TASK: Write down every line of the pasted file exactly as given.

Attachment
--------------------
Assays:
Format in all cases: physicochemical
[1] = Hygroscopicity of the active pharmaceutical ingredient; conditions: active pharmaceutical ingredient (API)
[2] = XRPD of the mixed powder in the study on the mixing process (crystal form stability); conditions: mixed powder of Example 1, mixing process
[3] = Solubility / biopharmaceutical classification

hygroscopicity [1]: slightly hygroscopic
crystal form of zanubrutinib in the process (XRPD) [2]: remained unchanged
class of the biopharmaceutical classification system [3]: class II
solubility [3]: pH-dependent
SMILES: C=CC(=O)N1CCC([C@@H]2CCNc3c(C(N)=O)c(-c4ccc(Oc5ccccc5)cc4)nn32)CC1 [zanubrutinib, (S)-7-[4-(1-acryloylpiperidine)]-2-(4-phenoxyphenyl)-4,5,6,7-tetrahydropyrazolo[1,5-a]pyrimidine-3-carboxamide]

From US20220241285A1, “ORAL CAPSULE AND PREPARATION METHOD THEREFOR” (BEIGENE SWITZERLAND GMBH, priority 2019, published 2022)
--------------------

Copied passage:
Assays:
Format in all cases: physicochemical
[1] = Hygroscopicity of the active pharmaceutical ingredient; conditions: active pharmaceutical ingredient (API)
[2] = XRPD of the mixed powder in the study on the mixing process (crystal form stability); conditions: mixed powder of Example 1, mixing process
[3] = Solubility / biopharmaceutical classification

hygroscopicity [1]: slightly hygroscopic
crystal form of zanubrutinib in the process (XRPD) [2]: remained unchanged
class of the biopharmaceutical classification system [3]: class II
solubility [3]: pH-dependent
SMILES: C=CC(=O)N1CCC([C@@H]2CCNc3c(C(N)=O)c(-c4ccc(Oc5ccccc5)cc4)nn32)CC1 [zanubrutinib, (S)-7-[4-(1-acryloylpiperidine)]-2-(4-phenoxyphenyl)-4,5,6,7-tetrahydropyrazolo[1,5-a]pyrimidine-3-carboxamide]

From US20220241285A1, “ORAL CAPSULE AND PREPARATION METHOD THEREFOR” (BEIGENE SWITZERLAND GMBH, priority 2019, published 2022)